TMN Contributing Writer Patrick Ambrose resides in North Carolina. His other work has appeared in Creative Loafing, Timber Creek Review, and Mysterical-e.
Early hardcore was characterized by frontmen like Black Flag’s Henry Rollins, who had the perseverance and genius to rise above convention. But as Rollins tells it, change is less an event than a lifelong process.
Having spent a quarter-century pushing Americans to face the music, the former Dead Kennedys vocalist sits down to tell his thoughts on Obama, political parties, and participatory democracy.
The jazz chanteuse talks about meeting a legend, experimenting with styles, and finding her own voice.
For singer Cassandra Wilson, some of the best music is composed on the fly, and if the entire performance is last-minute, so much the better.
Growing up in a family that requires Saturday night recitals is a crash course in how to please a crowd. A conversation about a lifetime of commanding performances.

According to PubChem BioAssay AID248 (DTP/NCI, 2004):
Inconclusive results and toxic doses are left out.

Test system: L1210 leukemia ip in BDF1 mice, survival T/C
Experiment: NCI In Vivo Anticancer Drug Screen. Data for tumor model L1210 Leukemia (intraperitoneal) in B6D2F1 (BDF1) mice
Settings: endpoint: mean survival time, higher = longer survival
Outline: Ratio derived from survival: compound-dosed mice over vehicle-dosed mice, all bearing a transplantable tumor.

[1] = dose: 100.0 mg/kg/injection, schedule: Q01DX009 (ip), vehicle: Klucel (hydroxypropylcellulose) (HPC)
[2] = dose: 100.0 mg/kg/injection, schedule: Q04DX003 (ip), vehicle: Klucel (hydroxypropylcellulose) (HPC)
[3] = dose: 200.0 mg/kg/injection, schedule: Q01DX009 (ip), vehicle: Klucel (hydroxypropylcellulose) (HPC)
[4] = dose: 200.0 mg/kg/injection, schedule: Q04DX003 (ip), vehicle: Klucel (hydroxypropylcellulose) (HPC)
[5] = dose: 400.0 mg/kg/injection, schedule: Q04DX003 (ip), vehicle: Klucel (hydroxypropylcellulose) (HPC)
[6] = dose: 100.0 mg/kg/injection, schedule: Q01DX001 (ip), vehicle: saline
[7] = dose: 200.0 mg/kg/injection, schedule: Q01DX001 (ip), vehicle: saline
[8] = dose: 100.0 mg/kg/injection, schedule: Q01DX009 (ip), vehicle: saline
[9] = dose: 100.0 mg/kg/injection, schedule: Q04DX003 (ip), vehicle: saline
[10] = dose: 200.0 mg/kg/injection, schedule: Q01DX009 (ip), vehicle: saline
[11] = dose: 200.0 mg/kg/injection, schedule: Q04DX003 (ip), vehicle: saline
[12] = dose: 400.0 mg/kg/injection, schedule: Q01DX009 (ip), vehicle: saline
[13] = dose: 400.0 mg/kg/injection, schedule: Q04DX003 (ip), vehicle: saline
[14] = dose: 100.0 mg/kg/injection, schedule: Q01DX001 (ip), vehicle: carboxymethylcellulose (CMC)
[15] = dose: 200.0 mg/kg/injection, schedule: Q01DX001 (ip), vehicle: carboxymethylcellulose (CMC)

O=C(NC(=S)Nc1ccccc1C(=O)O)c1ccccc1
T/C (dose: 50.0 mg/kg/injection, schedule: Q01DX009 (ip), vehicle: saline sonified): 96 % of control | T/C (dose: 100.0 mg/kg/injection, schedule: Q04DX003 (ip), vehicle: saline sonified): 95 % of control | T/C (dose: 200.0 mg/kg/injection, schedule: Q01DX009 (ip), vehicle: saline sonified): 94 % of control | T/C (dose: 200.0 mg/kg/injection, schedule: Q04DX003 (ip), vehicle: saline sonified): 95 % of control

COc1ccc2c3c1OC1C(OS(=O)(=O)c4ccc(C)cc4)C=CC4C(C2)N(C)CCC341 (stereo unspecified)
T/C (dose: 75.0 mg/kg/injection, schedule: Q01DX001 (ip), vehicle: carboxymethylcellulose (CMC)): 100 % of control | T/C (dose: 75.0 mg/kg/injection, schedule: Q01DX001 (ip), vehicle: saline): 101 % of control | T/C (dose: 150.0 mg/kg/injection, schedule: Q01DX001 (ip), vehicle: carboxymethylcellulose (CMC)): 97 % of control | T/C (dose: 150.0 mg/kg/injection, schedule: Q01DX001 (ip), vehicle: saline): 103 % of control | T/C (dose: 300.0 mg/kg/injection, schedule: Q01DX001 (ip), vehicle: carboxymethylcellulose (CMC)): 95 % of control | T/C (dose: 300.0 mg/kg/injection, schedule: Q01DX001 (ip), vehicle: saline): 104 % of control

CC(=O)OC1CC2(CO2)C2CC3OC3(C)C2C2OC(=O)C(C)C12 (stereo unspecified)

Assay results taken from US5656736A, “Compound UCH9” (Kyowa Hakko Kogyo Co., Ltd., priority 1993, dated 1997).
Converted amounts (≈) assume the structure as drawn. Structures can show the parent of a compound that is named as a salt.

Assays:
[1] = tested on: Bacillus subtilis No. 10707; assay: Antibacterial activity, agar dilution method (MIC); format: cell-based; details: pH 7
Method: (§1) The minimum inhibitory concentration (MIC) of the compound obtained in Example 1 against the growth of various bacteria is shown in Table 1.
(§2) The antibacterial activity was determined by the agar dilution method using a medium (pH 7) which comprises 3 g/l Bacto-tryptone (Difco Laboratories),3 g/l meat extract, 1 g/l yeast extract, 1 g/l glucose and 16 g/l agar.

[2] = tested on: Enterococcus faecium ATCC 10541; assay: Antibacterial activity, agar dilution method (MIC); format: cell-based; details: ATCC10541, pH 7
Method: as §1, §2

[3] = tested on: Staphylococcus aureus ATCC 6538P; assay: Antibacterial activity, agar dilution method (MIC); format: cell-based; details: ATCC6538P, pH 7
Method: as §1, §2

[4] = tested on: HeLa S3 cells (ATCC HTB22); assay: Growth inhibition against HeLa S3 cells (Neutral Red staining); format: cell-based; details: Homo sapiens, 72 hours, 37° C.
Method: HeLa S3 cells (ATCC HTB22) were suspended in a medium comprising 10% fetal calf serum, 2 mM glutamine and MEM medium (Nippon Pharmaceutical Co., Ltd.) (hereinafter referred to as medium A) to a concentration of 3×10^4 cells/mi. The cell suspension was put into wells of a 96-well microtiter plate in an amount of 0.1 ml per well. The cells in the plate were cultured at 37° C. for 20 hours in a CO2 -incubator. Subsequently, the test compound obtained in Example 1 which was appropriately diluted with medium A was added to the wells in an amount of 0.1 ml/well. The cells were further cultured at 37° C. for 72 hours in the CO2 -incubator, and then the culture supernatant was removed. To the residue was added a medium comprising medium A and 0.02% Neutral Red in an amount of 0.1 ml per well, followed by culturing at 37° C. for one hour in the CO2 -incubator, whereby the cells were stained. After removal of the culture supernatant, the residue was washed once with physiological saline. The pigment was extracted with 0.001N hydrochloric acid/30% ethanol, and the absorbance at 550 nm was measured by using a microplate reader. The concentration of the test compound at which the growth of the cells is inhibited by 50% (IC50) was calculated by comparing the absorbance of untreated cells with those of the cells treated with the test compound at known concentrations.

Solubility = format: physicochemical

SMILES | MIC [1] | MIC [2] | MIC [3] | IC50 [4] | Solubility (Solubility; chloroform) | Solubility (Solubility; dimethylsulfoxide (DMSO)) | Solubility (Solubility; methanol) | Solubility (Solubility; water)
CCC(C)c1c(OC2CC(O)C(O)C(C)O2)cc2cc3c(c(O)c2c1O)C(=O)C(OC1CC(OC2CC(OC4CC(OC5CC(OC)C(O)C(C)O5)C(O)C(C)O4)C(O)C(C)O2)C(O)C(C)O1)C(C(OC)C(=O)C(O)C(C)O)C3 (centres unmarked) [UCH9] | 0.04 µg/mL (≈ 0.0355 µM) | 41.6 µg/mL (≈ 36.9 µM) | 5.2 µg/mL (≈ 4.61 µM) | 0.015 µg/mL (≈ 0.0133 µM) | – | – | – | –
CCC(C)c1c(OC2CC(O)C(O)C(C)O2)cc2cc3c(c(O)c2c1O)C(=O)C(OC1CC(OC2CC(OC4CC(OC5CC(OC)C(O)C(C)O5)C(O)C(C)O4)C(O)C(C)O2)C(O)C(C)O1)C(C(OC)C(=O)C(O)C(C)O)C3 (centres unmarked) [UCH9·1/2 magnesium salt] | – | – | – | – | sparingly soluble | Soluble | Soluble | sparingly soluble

Pianist Cecil Taylor stormed onto the New York City club scene in the 1950s, shaking the foundations of modern music with what would become known as free jazz. A conversation with the master.
Jazz saxophone legend James Moody talks about how racism shaped his early career, what a “hot flute” can do for a repertoire, and encouraging budding musicians.
Experienced musicians sometimes find it tempting to stick with already-established styles in their later albums. Jazz pianist Eliane Elias talks about breaking the mold.
Bossa nova was developed more than 40 years ago in Brazil, but one of its most lively contributors is working today in Brooklyn. A chat with Vinicius Cantuária about his music, how it’s changed, and what inspires him.
Argentina’s Soda Stereo may have lost its pop about 10 years ago, but since then guitarist Gustavo Cerati has proved his skills as a soloist many times over, leaving an indelible mark on rock en español.
After 40 years in music, how’s a singer keep things interesting? Talking with Brazil’s treasure, Gal Costa, about how things change, and how they stay the same.
UFO freaks, plant-loving vets, and science-minded slave owners people Stephen Wright’s novels. Maybe a little off the wall? Maybe not. Patrick Ambrose talks with the writer about his books and their reflections of the human condition.